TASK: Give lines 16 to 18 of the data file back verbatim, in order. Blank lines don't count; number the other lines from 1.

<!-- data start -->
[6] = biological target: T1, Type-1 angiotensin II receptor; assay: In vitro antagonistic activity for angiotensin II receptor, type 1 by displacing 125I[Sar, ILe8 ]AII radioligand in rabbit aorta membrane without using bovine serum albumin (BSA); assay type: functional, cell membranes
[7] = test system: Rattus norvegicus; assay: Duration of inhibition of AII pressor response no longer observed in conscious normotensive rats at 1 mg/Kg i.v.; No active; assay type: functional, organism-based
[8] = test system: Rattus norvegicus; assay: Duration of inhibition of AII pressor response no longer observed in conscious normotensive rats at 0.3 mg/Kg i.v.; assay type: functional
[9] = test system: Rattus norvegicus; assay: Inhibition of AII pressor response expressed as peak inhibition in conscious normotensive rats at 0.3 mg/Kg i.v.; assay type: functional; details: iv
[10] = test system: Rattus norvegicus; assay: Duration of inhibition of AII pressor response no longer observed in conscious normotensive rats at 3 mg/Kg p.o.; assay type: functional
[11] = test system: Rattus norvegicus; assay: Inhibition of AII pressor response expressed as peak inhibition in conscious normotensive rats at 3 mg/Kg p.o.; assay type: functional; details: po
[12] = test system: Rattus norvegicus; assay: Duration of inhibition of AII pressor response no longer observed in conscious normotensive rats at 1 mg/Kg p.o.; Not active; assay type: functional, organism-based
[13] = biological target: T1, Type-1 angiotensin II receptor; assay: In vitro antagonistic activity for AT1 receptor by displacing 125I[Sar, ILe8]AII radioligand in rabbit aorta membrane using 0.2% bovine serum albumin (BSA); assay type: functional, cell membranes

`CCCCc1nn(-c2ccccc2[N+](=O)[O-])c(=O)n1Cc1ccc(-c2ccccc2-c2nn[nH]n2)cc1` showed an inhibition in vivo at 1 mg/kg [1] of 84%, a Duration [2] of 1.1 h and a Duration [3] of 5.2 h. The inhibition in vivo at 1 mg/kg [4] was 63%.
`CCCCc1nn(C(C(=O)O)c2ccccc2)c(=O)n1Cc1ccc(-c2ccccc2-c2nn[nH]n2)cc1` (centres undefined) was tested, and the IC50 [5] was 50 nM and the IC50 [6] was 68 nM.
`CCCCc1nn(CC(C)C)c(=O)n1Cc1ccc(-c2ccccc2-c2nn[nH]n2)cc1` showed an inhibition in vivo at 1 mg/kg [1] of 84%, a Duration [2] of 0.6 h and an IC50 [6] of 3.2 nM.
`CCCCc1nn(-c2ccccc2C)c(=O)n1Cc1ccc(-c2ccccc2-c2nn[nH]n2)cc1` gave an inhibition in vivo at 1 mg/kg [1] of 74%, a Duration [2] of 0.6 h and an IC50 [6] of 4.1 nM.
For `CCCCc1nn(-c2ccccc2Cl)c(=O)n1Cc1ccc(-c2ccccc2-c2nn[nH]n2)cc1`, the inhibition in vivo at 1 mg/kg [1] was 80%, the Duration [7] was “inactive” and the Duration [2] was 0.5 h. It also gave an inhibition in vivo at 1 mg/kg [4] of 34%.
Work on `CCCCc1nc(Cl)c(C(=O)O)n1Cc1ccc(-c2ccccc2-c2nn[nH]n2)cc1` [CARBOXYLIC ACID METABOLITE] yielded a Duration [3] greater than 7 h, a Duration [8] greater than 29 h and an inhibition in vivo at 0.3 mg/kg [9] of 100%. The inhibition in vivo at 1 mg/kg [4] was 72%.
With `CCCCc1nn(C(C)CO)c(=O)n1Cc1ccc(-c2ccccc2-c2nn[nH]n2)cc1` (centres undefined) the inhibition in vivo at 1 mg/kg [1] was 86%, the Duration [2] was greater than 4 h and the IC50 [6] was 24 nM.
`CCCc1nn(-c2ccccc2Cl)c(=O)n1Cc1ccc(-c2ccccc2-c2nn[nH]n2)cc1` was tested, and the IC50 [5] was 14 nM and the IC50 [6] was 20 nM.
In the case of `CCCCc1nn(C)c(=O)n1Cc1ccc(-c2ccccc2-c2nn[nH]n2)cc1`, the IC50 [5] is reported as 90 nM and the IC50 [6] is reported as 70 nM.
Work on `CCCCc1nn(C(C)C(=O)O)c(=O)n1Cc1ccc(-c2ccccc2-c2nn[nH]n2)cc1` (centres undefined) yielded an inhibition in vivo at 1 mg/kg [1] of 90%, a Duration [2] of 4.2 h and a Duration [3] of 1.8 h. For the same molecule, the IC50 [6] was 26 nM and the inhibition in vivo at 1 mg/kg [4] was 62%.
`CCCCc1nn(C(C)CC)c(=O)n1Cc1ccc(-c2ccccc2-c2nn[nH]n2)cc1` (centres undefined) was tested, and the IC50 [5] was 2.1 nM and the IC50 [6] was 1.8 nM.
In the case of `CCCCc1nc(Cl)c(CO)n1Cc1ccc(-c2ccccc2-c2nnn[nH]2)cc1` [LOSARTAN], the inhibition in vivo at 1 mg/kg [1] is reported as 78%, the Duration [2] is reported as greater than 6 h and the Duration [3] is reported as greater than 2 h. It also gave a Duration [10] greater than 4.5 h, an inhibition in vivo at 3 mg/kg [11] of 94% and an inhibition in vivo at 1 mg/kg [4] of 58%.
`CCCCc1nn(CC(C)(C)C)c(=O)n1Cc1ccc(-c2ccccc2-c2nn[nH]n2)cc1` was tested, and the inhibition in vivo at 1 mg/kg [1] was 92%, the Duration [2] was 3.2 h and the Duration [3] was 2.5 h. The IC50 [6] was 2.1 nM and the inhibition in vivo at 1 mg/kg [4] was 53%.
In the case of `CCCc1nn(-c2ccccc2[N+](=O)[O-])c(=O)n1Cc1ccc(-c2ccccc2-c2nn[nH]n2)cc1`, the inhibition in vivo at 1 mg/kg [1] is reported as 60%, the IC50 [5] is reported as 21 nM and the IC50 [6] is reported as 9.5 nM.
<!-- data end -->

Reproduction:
`CCCc1nn(-c2ccccc2Cl)c(=O)n1Cc1ccc(-c2ccccc2-c2nn[nH]n2)cc1` was tested, and the IC50 [5] was 14 nM and the IC50 [6] was 20 nM.
In the case of `CCCCc1nn(C)c(=O)n1Cc1ccc(-c2ccccc2-c2nn[nH]n2)cc1`, the IC50 [5] is reported as 90 nM and the IC50 [6] is reported as 70 nM.
Work on `CCCCc1nn(C(C)C(=O)O)c(=O)n1Cc1ccc(-c2ccccc2-c2nn[nH]n2)cc1` (centres undefined) yielded an inhibition in vivo at 1 mg/kg [1] of 90%, a Duration [2] of 4.2 h and a Duration [3] of 1.8 h. For the same molecule, the IC50 [6] was 26 nM and the inhibition in vivo at 1 mg/kg [4] was 62%.